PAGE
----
Carissa Herold, PW marketing associate, offers these thoughts for Lesson 5.
With all due respect to all who do, I do not consider myself a collector. I do not seek out exotic stamps, or autographs from famous folk. I am not the curator of each first edition by my favorite author. Although I like these things, I do not search high and low for dancing resin raisins, nostalgic toys, comic books, trading cards, pottery or hymnals. And yet, despite my protestations to the contrary, I have amassed a lot of things. In fact, a quick glance to my windowsill and I see one collector’s tin, a dozen or so animal figurines, an angel, a smiling tear-shaped yellow doll (just give it a good pinch and it laughs!), a candle, a piggybank, and a basket bursting with greeting cards. Not a collector, indeed. In my defense, most of my happy collection is because people care about me and express their goodwill with cards and itsy bitsy glass and wooden creatures and coffee cups. But as I ponder my plenty, which goes well beyond my windowsill, I consider anew those who live as refugees in camps in faraway lands or, just three short blocks away, the men, women and children who have no place to call home except a shelter from 7 until 7. My ponderings on plenty and scarcity bring me to lesson five.
Lesson five begins with such an understated, quietly humorous, paragraph: “The last lesson ended with the single greatest event in the Hebrew people’s history: passing through the sea waters to safety under God’s power and guidance. Now we see that the people were barely past this experience when they began to complain.” (Let’s be honest, who among us cannot relate to the occasional lapse into petulance or dissatisfaction even during the rosiest of times?!) But when these newly freed people, who had probably experienced very few rosy days, complained of bitter water, God did not respond in anger but instead gave them sweetened water. And when the people fondly remembered the “fleshpots” and bread (Ex. 16:3) they were provided by their enslavers, while perhaps not fully allowing themselves to remember the true price they paid for these filling foods, God responded once again not with anger but with just enough food, not just for one day but just enough (and twice as much for the Sabbath!) for every day, day after day after day.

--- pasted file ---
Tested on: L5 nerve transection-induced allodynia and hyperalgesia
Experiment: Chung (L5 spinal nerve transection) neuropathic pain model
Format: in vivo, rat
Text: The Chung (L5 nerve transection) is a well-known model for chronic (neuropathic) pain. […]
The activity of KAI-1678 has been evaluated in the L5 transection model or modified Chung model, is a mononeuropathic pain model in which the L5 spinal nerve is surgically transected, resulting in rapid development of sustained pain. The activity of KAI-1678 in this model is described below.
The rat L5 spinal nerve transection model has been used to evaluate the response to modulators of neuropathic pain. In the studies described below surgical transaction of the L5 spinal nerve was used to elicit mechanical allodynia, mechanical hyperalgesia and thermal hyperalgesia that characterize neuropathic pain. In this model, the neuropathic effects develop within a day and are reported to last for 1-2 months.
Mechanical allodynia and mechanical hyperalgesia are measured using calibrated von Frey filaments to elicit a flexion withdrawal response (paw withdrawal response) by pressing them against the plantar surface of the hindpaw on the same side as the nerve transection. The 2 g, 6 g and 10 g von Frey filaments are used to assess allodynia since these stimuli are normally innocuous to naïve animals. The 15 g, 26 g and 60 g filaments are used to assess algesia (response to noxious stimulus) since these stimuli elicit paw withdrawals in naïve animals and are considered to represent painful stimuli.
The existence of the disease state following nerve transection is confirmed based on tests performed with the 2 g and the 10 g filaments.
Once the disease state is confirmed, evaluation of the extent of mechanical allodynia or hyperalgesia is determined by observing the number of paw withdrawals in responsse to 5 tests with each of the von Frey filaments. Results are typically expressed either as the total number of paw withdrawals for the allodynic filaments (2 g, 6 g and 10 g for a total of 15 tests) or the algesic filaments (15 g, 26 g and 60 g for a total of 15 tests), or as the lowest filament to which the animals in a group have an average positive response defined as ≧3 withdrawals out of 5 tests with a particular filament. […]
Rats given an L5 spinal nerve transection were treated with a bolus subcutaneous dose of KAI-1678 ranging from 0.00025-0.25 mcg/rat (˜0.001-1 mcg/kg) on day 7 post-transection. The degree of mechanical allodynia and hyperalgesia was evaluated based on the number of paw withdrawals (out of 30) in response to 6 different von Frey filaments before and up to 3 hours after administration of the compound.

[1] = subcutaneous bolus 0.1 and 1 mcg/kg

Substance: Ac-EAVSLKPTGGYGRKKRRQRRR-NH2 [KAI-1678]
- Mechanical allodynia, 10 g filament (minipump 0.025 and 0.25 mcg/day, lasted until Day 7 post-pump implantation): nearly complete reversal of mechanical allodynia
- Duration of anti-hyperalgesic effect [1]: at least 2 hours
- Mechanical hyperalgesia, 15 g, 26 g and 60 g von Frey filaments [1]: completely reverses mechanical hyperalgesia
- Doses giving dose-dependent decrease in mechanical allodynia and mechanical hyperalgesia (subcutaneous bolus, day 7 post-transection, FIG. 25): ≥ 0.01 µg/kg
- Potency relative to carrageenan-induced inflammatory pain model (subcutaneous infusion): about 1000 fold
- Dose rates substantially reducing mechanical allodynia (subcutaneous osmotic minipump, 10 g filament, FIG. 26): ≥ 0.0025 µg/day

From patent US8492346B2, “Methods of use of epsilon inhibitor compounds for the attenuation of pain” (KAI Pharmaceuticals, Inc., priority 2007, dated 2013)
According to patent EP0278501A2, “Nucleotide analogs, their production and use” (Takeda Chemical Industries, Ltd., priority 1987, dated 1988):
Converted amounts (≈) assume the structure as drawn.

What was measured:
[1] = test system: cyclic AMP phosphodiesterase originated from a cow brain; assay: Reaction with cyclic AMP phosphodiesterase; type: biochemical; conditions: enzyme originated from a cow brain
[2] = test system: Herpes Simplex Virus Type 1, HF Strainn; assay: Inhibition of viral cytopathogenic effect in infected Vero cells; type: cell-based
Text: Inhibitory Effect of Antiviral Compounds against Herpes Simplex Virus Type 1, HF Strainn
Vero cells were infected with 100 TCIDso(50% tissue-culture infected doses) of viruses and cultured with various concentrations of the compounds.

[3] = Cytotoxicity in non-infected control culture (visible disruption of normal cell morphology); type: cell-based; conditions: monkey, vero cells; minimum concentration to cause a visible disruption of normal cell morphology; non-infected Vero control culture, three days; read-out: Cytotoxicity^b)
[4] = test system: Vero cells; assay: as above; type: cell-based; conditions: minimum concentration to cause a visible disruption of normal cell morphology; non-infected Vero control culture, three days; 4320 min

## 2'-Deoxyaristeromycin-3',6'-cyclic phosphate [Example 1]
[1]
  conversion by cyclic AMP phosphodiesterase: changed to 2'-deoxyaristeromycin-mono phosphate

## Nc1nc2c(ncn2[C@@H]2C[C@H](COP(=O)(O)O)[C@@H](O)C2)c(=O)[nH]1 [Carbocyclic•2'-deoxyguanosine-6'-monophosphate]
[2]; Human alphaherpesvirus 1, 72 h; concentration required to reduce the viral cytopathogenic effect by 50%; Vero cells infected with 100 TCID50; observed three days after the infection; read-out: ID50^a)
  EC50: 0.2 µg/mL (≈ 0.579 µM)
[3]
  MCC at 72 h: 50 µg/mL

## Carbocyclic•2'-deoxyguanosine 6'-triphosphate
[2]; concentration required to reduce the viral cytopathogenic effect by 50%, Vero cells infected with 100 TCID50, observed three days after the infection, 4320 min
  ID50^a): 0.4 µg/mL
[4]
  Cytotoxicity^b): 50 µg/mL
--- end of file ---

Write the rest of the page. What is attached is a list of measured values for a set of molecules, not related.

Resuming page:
I had never connected the dots between Exodus’ manna story and the words “give us this day our daily bread” from the Lord’s Prayer until I read this lesson. “For Christians, the image of ‘bread from heaven’ (16:4) has remained a meaningful part of our tradition. For example, in the Lord’s Prayer, when we pray that God will ‘give us this day our daily bread’ (Mt. 6:11), we remember and re-experience God’s gracious gift of manna in the wilderness. We remember and celebrate that God provides for the physical and spiritual needs of the community of faith—and we trust that God will provide for us.” (page 49)
But a closer read of the scripture yields something very surprising to this blogger: God discourages hoarding and storing by turning sour any surplus manna. That must’ve been quite a lesson for these ancient people and, let’s face it, perhaps quite a lesson for us in this new world of ever so much stuff.
My takeaway is that we are to trust that God will provide sufficiently today and craving more than enough is not part of God’s plan for us or, let’s face it, our planet. “Give us this day our daily bread.” And although I like my things and do live in this place and time where the U.S. economy depends on things, for better or for worse, I trust that we can trust God’s astonishing benevolence in ensuring that there really is enough for everyone. Perhaps our job as people of faith is to remember those without access to partake of God’s intended abundance for everyone, while always staying mindful that hoarding and storing was discouraged in the wilderness.
Until next time,